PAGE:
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The Early Returns Of The Red-White

Posted Jul 28, 2012

In front of record crowd, defense dominates in "barometer"

Defensive backs A.J. Jefferson and James Sanders break up a pass in the end zone for tight end Rob Housler during Saturday's Red-White practice.

FLAGSTAFF – Larry Fitzgerald was disappointed.

The offense struggled in Saturday’s Red-White practice, leaving the Cards’ wide receiver lamenting a lack of execution.

“We were running our base offense, something we ought to be able to do in our sleep,” Fitzgerald said.

In front of an estimated record crowd of 14,500, the defense dominated most of the day – not a surprise, since the defense should be the Cardinals’ driving force – but that wasn’t good enough for defensive lineman Darnell Dockett either, after the offense managed a pair of touchdowns in the goalline work.

“I think everyone on the defense was a little disappointed today,” Dockett said. “We expect to dominate every time we come out.”

Coach Ken Whisenhunt could only shrug his shoulders. “I don’t see how you make both sides happy.”

Even with Dockett’s thoughts, the defense clearly came out ahead. The Cardinals had only been in camp three full days before the Red-White work, a much shorter time frame than usual, and Whisenhunt acknowledged that “you are going to be a little bit sloppy at times and I thought we were that way offensively.”

Not much was gleaned toward the starting quarterback battle between John Skelton and Kevin Kolb. The two took the vast majority of the snaps, with Rich Bartel and Ryan Lindley getting just one series each of the 14 series run on the afternoon. The only touchdown came on a 14-yard pass from Kolb to tight end Rob Housler, although it was converted on a drive in which Whisenhunt instructed the officials to “give” the offense a first down after they had come up short on third down.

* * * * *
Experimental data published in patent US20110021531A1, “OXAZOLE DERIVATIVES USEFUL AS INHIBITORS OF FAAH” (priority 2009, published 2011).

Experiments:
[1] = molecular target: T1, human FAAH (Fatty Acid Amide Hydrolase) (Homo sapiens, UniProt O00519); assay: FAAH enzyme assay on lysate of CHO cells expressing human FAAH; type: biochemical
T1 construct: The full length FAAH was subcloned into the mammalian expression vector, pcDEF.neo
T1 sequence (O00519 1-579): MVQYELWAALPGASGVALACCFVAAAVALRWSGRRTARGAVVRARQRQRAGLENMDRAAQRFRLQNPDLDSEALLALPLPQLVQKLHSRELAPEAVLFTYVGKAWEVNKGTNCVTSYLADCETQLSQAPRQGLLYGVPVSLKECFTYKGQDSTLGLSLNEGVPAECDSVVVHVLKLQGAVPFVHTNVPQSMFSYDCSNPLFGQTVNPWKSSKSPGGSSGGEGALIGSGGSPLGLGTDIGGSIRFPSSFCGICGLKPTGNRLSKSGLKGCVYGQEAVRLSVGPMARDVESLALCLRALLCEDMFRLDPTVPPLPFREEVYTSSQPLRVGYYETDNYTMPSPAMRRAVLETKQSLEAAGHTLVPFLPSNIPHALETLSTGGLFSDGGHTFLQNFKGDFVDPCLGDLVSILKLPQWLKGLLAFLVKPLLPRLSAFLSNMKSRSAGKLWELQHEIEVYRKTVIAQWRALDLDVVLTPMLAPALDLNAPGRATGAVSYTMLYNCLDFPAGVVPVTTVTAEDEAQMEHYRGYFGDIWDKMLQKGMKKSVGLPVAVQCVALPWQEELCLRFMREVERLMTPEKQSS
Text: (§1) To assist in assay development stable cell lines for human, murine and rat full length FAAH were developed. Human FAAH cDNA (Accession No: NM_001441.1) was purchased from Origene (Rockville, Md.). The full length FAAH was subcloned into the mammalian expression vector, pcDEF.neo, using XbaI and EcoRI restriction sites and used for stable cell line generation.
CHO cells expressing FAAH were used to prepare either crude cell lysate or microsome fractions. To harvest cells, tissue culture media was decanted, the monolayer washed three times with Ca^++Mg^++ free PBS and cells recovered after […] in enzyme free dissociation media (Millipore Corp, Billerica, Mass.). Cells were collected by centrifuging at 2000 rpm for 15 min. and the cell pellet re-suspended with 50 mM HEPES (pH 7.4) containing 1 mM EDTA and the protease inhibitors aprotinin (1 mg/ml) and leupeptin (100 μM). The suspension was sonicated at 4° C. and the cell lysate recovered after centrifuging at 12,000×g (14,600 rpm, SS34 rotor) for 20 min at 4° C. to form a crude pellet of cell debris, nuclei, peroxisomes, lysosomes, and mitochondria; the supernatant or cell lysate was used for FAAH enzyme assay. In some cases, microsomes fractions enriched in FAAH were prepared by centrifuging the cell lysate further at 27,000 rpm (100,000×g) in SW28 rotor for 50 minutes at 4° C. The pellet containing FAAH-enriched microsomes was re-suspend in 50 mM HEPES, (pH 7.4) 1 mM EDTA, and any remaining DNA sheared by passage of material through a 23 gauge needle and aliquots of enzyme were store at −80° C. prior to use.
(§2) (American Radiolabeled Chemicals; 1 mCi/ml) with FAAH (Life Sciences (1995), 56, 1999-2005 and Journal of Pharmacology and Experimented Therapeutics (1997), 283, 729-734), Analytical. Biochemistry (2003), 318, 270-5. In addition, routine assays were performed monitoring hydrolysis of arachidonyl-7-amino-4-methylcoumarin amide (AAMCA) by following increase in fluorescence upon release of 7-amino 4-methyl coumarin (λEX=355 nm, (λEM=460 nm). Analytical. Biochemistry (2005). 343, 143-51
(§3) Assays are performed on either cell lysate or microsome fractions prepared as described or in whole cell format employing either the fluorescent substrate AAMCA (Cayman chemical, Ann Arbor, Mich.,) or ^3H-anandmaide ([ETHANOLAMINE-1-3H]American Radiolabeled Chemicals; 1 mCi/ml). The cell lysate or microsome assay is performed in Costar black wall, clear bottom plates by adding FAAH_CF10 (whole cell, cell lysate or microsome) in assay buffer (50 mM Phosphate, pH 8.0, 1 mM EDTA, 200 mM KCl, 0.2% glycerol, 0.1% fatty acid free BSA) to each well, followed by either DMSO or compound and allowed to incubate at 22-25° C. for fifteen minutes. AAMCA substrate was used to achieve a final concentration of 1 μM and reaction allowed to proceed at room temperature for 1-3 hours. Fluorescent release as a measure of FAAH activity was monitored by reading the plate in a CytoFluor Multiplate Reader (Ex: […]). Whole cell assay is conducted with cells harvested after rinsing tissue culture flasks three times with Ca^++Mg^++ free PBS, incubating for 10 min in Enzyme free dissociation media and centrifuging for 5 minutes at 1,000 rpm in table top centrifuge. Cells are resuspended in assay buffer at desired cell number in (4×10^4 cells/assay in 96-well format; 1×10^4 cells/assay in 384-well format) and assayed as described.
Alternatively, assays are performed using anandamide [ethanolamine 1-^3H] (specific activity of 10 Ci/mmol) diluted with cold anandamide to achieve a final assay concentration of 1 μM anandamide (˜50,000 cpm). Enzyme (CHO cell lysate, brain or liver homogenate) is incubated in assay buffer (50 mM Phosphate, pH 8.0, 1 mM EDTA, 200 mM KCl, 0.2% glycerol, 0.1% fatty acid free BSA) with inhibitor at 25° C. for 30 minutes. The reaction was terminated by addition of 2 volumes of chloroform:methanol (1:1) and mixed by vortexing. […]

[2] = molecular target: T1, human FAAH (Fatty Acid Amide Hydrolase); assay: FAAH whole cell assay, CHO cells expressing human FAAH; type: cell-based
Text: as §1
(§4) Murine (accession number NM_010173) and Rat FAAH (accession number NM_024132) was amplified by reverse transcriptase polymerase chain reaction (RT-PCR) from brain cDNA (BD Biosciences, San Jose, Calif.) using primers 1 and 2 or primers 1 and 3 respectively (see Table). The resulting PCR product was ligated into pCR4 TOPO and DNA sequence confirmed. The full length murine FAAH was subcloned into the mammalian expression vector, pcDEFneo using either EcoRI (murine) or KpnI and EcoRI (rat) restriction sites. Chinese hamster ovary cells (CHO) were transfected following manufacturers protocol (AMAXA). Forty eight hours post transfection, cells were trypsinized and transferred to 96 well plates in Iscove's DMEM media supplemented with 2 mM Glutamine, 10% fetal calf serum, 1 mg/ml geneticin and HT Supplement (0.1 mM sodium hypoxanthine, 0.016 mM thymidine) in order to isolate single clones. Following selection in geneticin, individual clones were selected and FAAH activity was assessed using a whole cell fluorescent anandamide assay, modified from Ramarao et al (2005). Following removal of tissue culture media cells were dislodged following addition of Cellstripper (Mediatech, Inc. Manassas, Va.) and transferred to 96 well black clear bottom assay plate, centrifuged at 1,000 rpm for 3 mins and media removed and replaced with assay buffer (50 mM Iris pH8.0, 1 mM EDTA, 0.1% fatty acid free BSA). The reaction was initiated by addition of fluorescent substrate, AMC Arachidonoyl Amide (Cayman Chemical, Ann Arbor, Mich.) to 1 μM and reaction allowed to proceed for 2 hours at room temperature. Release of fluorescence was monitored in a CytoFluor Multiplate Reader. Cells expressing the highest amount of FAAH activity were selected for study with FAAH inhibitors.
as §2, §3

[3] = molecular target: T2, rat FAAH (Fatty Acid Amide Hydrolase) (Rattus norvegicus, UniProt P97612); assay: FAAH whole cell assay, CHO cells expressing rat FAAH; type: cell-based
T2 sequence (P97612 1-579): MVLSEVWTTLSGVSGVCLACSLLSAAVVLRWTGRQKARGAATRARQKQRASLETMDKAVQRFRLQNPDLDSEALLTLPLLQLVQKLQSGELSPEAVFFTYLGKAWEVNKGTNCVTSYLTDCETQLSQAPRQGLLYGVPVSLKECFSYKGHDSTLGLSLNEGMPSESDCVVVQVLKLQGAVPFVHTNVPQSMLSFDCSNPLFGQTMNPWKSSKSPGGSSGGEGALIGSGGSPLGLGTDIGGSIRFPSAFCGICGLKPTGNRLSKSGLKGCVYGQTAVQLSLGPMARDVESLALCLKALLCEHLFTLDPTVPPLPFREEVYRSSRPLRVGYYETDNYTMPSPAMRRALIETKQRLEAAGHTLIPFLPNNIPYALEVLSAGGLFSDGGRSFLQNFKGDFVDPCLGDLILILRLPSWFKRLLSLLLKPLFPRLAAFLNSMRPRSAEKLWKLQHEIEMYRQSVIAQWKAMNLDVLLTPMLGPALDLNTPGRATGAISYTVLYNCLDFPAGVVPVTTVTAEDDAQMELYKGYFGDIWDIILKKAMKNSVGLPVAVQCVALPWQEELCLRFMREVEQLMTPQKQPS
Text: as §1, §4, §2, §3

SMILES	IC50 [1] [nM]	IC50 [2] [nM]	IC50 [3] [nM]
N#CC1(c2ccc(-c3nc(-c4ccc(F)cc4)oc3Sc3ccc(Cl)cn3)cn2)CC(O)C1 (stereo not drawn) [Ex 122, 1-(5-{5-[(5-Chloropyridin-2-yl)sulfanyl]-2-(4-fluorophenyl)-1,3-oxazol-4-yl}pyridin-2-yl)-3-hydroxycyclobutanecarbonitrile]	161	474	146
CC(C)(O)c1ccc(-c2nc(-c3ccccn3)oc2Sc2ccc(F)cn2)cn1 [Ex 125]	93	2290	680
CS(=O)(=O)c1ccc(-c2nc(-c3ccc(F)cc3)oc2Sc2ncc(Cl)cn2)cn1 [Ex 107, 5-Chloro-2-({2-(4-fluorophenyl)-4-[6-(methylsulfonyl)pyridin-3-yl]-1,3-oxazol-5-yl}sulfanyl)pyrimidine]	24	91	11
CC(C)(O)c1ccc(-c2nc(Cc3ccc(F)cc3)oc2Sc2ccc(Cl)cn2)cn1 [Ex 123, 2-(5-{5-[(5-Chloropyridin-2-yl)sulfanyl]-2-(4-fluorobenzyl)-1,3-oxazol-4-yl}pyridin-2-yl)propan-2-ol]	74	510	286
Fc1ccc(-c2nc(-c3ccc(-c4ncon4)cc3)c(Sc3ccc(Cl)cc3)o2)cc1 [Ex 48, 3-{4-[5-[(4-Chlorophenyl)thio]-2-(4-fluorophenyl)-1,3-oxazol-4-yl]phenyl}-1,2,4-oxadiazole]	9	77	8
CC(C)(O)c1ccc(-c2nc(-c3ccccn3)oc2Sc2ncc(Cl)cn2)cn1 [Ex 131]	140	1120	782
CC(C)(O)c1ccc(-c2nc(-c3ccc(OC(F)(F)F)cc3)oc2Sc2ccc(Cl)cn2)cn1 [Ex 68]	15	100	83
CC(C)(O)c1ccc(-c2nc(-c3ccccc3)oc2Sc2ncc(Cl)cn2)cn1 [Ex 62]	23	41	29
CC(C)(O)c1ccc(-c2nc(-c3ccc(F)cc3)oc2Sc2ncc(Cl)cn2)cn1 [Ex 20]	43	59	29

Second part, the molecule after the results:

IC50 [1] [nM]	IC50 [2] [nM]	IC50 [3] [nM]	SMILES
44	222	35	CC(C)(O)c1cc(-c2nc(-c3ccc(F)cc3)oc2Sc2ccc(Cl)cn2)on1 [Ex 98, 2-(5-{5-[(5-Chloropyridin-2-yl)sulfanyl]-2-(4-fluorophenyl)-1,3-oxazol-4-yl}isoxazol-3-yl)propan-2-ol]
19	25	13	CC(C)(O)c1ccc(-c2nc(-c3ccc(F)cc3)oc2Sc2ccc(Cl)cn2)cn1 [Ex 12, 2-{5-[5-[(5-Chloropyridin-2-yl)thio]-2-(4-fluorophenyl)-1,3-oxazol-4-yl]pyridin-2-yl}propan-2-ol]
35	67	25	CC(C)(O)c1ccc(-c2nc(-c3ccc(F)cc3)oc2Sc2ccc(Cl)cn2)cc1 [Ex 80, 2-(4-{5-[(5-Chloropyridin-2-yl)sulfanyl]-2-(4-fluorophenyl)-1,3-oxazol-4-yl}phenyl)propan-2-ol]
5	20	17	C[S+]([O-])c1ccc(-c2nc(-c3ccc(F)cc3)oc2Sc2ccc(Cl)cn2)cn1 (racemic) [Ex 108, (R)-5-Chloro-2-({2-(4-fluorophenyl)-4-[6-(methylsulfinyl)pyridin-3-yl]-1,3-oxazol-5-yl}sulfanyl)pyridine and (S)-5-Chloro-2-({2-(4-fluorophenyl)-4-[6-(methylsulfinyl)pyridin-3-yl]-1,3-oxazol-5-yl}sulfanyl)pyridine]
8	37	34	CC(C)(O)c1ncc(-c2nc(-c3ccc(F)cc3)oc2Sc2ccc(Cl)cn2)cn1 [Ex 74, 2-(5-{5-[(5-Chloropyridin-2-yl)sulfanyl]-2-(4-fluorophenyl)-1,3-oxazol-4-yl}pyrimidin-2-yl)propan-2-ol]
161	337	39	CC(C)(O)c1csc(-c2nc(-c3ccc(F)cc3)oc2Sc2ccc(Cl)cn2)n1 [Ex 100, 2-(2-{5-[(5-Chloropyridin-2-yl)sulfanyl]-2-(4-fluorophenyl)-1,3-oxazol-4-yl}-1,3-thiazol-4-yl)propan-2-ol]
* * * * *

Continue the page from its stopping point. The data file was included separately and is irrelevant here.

Kolb also threw a pair of interceptions, one grabbed by linebacker Reggie Walker and the other by safety Larry Parker.

“It all comes out of my hands, so (the interceptions) are ultimately on me,” Kolb said, adding, “Offensively, as a whole, we didn’t do real well but there are things to build on.”

Skelton, who called his day personally “up and down,” noted that the first incompletion of the day – when Fitzgerald was open deep and Skelton’s pass was overthrown –was a play that was just discussed Friday night and didn’t have the right timing yet. Skelton was also pressured on the play.

“Just gives us a barometer of where we are,” Skelton said. “We have a long ways to go. We’ve only had four days of real installs. We have a lot more camp.”

Running back Ryan Williams looked impressive on a 44-yard run and took a few hits on his repaired right leg with no problems. But Whisenhunt said there were too many dropped balls, and the second- and third-units offensively had mental and technique mistakes, he said.

It was hard to see how the defense wouldn’t be happy, but Dockett called it “not to our standards,” pointing to a pair of touchdowns allowed in the live goal-line work.

“We’re all confident,” safety Kerry Rhodes said. “We’re all on the same wavelength.”

There was no joy in seeing the offense sputter in attempts to reach the end zone, however. As Whisenhunt said, both sides can’t be happy, and in the end, both sides need success when the opponents become real.

“We want to push the offense as much as we can,” safety Adrian Wilson said. “But the Cardinals aren’t on the schedule.”


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